Don’t bother with Swift for iOS development

来源:互联网 时间:1970-01-01

Swiftwas introduced over a year ago and I still remember watching the announcement with mixed feelings. I was excited by the simplicity and the apparent power of Apple’s new programming language, but I was also slightly dismayed. Don’t we have enough programming languages already? After watching the announcement, I’ve decided to wait and see how it evolves, not as a programming language, as it was undeniably superior to most from inception, but how it might expand beyond iOS.

After more than a year, I still can’t see the value in it.

A couple years back, I was attending a fireside chat with Matt Mullenweg, CEO of Automatticand creator of WordPress. During the Q&A session, I asked Mullenweg what programming language he thinks developers should focus on. His immediate response startled me: “Don’t bother with PHP!” he said. An unexpected statement, considering WordPress (his life’s work) is powered almost exclusively by PHP. He went on: “In the years to come, for WordPress, PHP will become nothing more than a thin layer that interacts with our database. I believe developers should embrace Javascript instead with all its vices, as it’s slowly becoming the most important programming language for the web”.

Mullenweg’s response helped validate my own assumptions. These days, almost all the software we use is web-based, which makes our beloved low-level programming languages less important than they’ve used to be. Meanwhile, Javascript is not only leading the charge on the web, but it’s becoming prominent in the most important space of them all: Cross-platform mobile development.

Admittedly, Javascript in itself is not a great programming language. In fact, calling it a programming language might be an overstatement. But that’s okay! A revamp of the language is already in the works,and besides, frameworks such as AngularJS, Backbone, React and NodeJS, makes programming in Javascript as powerful and enjoyable as any other language out there, which makes it perfectly suitable for cross-platform mobile development.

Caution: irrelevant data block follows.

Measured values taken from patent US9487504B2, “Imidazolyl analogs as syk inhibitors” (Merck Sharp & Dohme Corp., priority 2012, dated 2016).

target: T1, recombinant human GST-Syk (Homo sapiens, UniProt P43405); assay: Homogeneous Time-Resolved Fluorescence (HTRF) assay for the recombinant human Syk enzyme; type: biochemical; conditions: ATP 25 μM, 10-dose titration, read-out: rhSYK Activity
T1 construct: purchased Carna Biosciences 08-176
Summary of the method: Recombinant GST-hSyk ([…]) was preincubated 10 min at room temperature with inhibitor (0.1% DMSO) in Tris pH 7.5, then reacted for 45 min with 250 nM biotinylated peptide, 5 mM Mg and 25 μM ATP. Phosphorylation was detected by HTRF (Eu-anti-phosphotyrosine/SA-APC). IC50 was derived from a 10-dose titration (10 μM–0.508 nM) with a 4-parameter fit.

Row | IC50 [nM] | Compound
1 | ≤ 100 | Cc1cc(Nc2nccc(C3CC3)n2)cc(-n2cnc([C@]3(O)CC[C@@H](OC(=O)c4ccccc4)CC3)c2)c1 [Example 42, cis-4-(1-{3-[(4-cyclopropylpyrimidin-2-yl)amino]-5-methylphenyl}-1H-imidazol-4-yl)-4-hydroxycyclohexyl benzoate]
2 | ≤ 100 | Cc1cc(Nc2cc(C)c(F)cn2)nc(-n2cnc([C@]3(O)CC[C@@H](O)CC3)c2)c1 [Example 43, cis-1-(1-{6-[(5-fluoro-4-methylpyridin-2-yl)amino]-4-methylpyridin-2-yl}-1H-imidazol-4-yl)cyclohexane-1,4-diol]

The days of exclusively targeting a single mobile platform are gone—unless the decision to do so is driven by business requirements. Mobile developers are expected to build apps that run on multiple platforms and an ever-growing variety of screen sizes. Considering the vast architectural differences between Android and iOS, writing native apps for each platform is unsustainable.Even Facebook recognise this by investing hefty resources in their very own React Native—a cross-platform mobile development framework. And guess what programming language it uses?

It’s clear that cross-platform mobile development frameworks are the future, it’s also clear that the preferred programming language for these frameworks is Javascript, but surprisingly enough, most newbies still prefer to learn Swift and focus on iOS which currently represents 20% of the mobile market. Why would anyone limit themselves to a smaller piece of their potential target audience? If you’re a beginner, my advice to you would be: Start with Javascript and learn everything you can about web and cross-platform mobile development. Personally, I much rather spend my days with all-too-tangled Javascript as it’s much more likely to be of use to me in the future and expand my apps reach today.

Do you think Swift is the future of mobile development? Ping me on Twitterand tell me why! I’d love to hear your thoughts.